Cenovus delivers strong operating performance
Company reduces debt and maintains capital discipline
Calgary, Alberta (February 13, 2019) – Cenovus Energy Inc. (TSX: CVE) (NYSE: CVE) delivered strong operating performance in 2018 while demonstrating financial resilience in a challenging and volatile Canadian commodity price environment.
“In the fourth quarter, in some of the most difficult macro-economic conditions we’ve ever faced and while voluntarily managing our oil sands production lower, we remained relatively cash-flow neutral and continued to deleverage our balance sheet. I believe we are well positioned to make material progress on our business plan and further deleverage in 2019,” said Alex Pourbaix, Cenovus President & Chief Executive Officer. “Over the past year, Cenovus has become a stronger company through our focus on capital discipline and cost leadership while maintaining safe and reliable operations.”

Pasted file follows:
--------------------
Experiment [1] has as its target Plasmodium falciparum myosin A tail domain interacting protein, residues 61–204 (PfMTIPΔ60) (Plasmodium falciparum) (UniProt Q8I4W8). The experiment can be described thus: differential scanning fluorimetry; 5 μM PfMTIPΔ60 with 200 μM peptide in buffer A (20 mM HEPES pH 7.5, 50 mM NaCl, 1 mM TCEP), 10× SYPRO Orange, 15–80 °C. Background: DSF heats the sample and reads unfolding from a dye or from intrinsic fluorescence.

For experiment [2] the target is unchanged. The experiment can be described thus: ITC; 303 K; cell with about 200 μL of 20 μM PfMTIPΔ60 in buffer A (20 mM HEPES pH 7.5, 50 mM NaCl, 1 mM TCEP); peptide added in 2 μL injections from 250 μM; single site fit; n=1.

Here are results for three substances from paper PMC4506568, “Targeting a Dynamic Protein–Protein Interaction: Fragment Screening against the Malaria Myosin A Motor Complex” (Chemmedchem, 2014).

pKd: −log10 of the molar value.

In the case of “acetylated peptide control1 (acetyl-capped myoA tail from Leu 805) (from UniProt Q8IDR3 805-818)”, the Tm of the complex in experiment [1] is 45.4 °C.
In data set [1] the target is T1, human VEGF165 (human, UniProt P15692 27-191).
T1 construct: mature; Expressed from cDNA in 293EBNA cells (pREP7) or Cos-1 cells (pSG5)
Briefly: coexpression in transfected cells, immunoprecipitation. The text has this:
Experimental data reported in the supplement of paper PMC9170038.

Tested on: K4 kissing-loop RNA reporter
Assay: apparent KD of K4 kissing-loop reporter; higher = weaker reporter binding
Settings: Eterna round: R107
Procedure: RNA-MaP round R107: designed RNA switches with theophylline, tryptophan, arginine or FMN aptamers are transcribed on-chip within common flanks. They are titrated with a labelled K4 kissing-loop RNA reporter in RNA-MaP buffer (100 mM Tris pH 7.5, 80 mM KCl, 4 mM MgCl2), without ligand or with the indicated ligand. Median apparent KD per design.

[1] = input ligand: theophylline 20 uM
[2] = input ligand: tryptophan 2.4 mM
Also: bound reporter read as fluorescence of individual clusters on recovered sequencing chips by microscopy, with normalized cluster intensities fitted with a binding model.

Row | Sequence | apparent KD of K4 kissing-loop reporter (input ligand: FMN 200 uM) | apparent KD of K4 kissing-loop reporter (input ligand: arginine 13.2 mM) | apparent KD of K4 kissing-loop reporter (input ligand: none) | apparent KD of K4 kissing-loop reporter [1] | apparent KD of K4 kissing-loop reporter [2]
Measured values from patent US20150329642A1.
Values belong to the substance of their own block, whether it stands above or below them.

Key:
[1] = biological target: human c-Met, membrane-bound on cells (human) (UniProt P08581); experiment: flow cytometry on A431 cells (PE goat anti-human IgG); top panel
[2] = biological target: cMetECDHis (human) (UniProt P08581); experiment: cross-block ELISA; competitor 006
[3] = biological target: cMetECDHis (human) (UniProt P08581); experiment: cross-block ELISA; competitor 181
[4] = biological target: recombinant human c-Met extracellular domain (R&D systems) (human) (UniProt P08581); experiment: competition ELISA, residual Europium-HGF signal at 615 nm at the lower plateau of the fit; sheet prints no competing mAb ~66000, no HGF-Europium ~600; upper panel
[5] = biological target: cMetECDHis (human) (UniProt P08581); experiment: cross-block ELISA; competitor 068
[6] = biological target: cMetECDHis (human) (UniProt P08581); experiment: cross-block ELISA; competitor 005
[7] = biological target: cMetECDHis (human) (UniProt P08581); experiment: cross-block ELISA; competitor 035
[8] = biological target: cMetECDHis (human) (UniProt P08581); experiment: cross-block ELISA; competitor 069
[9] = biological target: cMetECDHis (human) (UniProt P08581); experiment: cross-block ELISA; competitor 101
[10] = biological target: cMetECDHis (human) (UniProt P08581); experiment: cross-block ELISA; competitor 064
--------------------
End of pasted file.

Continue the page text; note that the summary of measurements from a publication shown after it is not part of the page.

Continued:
Overall, Cenovus’s 2018 upstream financial results were significantly impacted by widening light-heavy oil price differentials, which reached historical highs in the fourth quarter, as well as realized hedging losses of $1.6 billion largely in the first three quarters of the year. At the same time, the wider differentials created a feedstock cost advantage for the company’s jointly owned refineries. Cenovus’s $2.9 billion net loss from continuing operations last year included three large non-cash charges: an exploration expense in the Deep Basin segment, a significant provision for office space that exceeds the company’s long-term requirements and a loss on the sale of the Pipestone business.
While managing through the market challenges of the fourth quarter, Cenovus continued to progress its deleveraging plans. The company reduced gross debt by 16% or US$1.2 billion during the fourth quarter of 2018 and January of this year.
Christina Lake oil sands project
Our oil sands projects in northern Alberta use steam-assisted gravity drainage (SAGD) technology to produce oil. The process involves drilling into the reservoir and injecting steam at a low pressure to soften the oil so it can be pumped to the surface.
Foster Creek steam generators
Our oil sands projects use a process called steam-assisted gravity drainage (SAGD) to produce oil, which involves drilling into the reservoir and injecting steam at a low pressure to soften the oil so it can be pumped to the surface.